Danbury is a city in Fairfield County, Connecticut, United States, located approximately 50 miles (80 km) northeast of New York City, making it part of the New York metropolitan area. Danbury's population at the 2010 census was 80,893.
Danbury is nicknamed the "Hat City" because it was the center of the American hat industry for a period in the nineteenth and early twentieth centuries. The mineral danburite is named for Danbury while the city itself is named for Danbury in Essex, England.
Danbury is home to Danbury Hospital, Western Connecticut State University, Danbury Fair Mall and Danbury Municipal Airport. In November 2015, USA Today ranked Danbury as the second best city to live in the United States.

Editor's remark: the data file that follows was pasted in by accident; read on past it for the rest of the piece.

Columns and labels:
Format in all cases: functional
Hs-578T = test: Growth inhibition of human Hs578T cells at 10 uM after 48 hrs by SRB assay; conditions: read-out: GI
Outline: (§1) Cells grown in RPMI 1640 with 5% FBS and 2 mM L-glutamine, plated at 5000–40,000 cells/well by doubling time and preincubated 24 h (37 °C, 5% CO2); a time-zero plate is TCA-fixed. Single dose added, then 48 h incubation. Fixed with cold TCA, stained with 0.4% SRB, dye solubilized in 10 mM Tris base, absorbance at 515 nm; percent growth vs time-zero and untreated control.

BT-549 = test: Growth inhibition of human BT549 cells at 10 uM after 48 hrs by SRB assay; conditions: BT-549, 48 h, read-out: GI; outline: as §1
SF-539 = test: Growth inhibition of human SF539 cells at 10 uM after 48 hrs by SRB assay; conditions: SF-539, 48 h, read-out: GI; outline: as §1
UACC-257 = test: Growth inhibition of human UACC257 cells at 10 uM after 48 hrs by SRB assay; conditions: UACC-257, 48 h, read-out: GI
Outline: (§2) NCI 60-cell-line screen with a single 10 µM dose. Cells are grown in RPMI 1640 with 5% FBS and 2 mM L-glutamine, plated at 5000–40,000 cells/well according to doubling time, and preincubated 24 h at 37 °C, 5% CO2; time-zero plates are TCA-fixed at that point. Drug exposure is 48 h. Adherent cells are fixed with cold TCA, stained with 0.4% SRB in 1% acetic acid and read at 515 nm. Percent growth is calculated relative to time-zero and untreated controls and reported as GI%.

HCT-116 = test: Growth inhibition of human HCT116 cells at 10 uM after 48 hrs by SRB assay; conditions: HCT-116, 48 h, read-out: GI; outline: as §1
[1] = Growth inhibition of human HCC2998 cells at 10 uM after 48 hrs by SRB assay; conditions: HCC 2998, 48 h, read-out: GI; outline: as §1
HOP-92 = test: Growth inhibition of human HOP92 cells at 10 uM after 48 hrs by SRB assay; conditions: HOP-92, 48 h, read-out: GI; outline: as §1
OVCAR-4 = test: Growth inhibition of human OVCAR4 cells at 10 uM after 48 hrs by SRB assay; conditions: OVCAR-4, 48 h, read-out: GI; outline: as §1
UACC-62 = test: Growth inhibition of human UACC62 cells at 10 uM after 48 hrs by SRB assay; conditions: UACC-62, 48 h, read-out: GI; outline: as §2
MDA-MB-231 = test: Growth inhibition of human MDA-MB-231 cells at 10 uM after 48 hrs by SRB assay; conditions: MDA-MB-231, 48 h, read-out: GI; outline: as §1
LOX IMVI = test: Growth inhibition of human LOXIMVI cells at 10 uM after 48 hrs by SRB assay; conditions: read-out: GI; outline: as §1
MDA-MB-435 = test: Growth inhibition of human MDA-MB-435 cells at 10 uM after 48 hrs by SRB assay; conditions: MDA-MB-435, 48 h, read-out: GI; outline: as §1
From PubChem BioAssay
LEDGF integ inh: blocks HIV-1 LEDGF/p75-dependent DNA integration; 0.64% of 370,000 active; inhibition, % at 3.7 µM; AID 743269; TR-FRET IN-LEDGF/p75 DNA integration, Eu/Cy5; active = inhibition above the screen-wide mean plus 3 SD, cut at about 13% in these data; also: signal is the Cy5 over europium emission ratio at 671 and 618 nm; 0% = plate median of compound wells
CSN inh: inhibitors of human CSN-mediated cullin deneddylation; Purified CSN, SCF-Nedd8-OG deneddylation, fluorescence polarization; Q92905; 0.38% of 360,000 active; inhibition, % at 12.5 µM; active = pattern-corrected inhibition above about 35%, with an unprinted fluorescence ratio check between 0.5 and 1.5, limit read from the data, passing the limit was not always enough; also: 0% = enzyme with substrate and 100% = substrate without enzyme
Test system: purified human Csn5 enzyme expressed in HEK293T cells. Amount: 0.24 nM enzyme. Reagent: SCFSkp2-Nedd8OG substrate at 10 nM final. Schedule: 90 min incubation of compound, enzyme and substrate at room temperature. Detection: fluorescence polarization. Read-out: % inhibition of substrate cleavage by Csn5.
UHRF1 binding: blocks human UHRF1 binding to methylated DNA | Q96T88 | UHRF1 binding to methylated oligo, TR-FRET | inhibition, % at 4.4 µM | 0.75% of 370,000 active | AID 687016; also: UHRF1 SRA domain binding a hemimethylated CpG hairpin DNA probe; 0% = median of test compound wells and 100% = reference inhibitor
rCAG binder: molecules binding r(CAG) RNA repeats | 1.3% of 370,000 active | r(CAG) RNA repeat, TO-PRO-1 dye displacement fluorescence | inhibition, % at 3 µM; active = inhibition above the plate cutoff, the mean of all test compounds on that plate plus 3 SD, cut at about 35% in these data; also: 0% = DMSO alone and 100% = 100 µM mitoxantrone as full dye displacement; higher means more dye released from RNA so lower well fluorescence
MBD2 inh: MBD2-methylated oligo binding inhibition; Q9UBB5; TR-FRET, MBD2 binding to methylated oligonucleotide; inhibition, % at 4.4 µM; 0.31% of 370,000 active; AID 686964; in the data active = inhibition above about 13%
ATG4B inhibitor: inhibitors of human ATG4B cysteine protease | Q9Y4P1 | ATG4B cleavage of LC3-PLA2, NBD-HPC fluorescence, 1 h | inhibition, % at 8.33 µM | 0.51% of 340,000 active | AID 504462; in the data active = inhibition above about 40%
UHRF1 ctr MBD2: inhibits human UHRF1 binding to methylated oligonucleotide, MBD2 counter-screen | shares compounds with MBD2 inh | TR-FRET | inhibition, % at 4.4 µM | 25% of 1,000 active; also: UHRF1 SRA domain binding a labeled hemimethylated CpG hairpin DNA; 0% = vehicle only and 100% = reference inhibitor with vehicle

Danbury was settled by colonists in 1685, when eight families moved from what are now Norwalk and Stamford, Connecticut. The Danbury area was then called Pahquioque by its namesake, the Algonquian-speaking Pahquioque Native Americans (they are believed to have been a band of the Paugusset people), who occupied lands along the Still River. Bands were often identified by such geographic designation but they were associated with the larger nation by culture and language).
One of the original English settlers was Samuel Benedict, who bought land from the Paquioque in 1685, along with his brother James Benedict, James Beebe, and Judah Gregory. This area was also called Paquiack ("open plain" or "cleared land") by the Paquioque. In recognition of the wetlands, the settlers chose the name Swampfield for their town. In October 1687, the general court decreed the name Danbury.